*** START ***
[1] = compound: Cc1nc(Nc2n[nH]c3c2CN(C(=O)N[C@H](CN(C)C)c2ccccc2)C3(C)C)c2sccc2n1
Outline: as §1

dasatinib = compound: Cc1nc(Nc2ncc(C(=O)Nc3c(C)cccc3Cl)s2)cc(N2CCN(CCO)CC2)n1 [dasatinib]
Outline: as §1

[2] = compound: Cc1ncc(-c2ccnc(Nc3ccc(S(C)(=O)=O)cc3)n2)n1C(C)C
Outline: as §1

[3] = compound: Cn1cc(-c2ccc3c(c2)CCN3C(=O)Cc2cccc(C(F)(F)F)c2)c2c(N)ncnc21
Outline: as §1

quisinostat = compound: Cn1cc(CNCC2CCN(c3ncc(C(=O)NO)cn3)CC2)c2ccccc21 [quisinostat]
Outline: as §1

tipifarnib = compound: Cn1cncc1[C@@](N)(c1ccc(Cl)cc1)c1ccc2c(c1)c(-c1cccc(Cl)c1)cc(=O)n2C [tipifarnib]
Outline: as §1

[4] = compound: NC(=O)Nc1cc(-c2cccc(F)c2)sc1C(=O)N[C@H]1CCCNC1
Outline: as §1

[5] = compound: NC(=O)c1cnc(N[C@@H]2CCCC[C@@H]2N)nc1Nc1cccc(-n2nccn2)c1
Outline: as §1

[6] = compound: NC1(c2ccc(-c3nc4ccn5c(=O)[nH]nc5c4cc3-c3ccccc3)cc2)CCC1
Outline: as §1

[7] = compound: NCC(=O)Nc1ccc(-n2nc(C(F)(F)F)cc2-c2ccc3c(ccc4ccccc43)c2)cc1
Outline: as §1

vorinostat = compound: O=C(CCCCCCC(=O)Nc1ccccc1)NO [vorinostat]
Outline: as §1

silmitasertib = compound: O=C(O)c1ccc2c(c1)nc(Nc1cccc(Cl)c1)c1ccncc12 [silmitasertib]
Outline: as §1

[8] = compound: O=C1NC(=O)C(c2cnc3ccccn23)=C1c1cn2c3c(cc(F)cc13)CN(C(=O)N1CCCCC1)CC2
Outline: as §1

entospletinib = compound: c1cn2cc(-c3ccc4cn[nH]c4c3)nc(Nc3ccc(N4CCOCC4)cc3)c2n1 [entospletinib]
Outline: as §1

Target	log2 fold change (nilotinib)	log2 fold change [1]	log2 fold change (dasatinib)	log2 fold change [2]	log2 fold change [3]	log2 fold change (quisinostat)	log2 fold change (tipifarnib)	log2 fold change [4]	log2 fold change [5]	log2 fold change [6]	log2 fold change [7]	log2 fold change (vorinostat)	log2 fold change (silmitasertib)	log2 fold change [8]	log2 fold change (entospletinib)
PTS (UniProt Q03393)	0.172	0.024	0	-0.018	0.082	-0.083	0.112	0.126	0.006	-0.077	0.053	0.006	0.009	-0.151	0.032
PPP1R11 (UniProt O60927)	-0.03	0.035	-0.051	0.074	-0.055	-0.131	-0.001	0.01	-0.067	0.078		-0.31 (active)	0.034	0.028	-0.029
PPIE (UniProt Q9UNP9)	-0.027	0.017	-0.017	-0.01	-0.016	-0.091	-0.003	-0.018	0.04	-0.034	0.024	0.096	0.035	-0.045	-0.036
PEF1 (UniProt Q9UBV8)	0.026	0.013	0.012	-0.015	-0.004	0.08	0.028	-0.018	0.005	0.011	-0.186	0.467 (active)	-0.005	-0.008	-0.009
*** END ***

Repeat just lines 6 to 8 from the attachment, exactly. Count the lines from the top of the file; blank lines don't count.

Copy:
Outline: as §1

[3] = compound: Cn1cc(-c2ccc3c(c2)CCN3C(=O)Cc2cccc(C(F)(F)F)c2)c2c(N)ncnc21
Outline: as §1